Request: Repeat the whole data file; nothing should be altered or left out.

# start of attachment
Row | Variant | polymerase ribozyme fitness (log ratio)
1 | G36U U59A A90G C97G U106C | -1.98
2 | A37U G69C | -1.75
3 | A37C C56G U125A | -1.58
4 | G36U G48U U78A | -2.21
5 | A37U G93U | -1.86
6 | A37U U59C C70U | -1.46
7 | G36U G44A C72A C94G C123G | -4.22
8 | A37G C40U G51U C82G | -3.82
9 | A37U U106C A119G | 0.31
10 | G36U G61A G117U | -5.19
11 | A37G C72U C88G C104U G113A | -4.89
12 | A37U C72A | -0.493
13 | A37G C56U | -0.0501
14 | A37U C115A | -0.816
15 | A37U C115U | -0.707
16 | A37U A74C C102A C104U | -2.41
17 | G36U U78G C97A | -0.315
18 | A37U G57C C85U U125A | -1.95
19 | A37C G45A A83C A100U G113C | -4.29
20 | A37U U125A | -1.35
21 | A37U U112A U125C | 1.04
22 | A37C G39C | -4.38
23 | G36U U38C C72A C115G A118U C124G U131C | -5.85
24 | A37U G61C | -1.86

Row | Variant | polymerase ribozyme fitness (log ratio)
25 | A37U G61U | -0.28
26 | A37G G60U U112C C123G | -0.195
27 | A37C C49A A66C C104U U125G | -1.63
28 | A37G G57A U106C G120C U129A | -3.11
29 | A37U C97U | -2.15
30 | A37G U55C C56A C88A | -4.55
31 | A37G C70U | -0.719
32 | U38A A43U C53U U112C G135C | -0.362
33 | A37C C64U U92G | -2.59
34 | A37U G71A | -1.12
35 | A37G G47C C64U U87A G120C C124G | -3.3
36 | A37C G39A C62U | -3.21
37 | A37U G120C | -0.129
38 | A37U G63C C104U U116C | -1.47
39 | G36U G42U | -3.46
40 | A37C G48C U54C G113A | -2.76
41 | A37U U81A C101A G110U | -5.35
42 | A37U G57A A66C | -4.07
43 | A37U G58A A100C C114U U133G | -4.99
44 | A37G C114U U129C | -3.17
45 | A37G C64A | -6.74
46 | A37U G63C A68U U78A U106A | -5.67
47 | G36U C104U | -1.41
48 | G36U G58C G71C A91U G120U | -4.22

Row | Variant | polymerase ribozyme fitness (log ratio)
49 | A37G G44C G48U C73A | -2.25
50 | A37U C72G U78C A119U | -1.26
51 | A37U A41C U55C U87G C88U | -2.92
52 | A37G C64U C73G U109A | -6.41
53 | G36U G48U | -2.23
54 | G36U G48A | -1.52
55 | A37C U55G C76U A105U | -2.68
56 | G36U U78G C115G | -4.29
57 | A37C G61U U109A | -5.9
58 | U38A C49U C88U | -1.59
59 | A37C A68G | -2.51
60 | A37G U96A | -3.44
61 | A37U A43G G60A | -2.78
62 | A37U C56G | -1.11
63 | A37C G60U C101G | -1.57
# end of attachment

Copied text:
Row | Variant | polymerase ribozyme fitness (log ratio)
1 | G36U U59A A90G C97G U106C | -1.98
2 | A37U G69C | -1.75
3 | A37C C56G U125A | -1.58
4 | G36U G48U U78A | -2.21
5 | A37U G93U | -1.86
6 | A37U U59C C70U | -1.46
7 | G36U G44A C72A C94G C123G | -4.22
8 | A37G C40U G51U C82G | -3.82
9 | A37U U106C A119G | 0.31
10 | G36U G61A G117U | -5.19
11 | A37G C72U C88G C104U G113A | -4.89
12 | A37U C72A | -0.493
13 | A37G C56U | -0.0501
14 | A37U C115A | -0.816
15 | A37U C115U | -0.707
16 | A37U A74C C102A C104U | -2.41
17 | G36U U78G C97A | -0.315
18 | A37U G57C C85U U125A | -1.95
19 | A37C G45A A83C A100U G113C | -4.29
20 | A37U U125A | -1.35
21 | A37U U112A U125C | 1.04
22 | A37C G39C | -4.38
23 | G36U U38C C72A C115G A118U C124G U131C | -5.85
24 | A37U G61C | -1.86

Row | Variant | polymerase ribozyme fitness (log ratio)
25 | A37U G61U | -0.28
26 | A37G G60U U112C C123G | -0.195
27 | A37C C49A A66C C104U U125G | -1.63
28 | A37G G57A U106C G120C U129A | -3.11
29 | A37U C97U | -2.15
30 | A37G U55C C56A C88A | -4.55
31 | A37G C70U | -0.719
32 | U38A A43U C53U U112C G135C | -0.362
33 | A37C C64U U92G | -2.59
34 | A37U G71A | -1.12
35 | A37G G47C C64U U87A G120C C124G | -3.3
36 | A37C G39A C62U | -3.21
37 | A37U G120C | -0.129
38 | A37U G63C C104U U116C | -1.47
39 | G36U G42U | -3.46
40 | A37C G48C U54C G113A | -2.76
41 | A37U U81A C101A G110U | -5.35
42 | A37U G57A A66C | -4.07
43 | A37U G58A A100C C114U U133G | -4.99
44 | A37G C114U U129C | -3.17
45 | A37G C64A | -6.74
46 | A37U G63C A68U U78A U106A | -5.67
47 | G36U C104U | -1.41
48 | G36U G58C G71C A91U G120U | -4.22

Row | Variant | polymerase ribozyme fitness (log ratio)
49 | A37G G44C G48U C73A | -2.25
50 | A37U C72G U78C A119U | -1.26
51 | A37U A41C U55C U87G C88U | -2.92
52 | A37G C64U C73G U109A | -6.41
53 | G36U G48U | -2.23
54 | G36U G48A | -1.52
55 | A37C U55G C76U A105U | -2.68
56 | G36U U78G C115G | -4.29
57 | A37C G61U U109A | -5.9
58 | U38A C49U C88U | -1.59
59 | A37C A68G | -2.51
60 | A37G U96A | -3.44
61 | A37U A43G G60A | -2.78
62 | A37U C56G | -1.11
63 | A37C G60U C101G | -1.57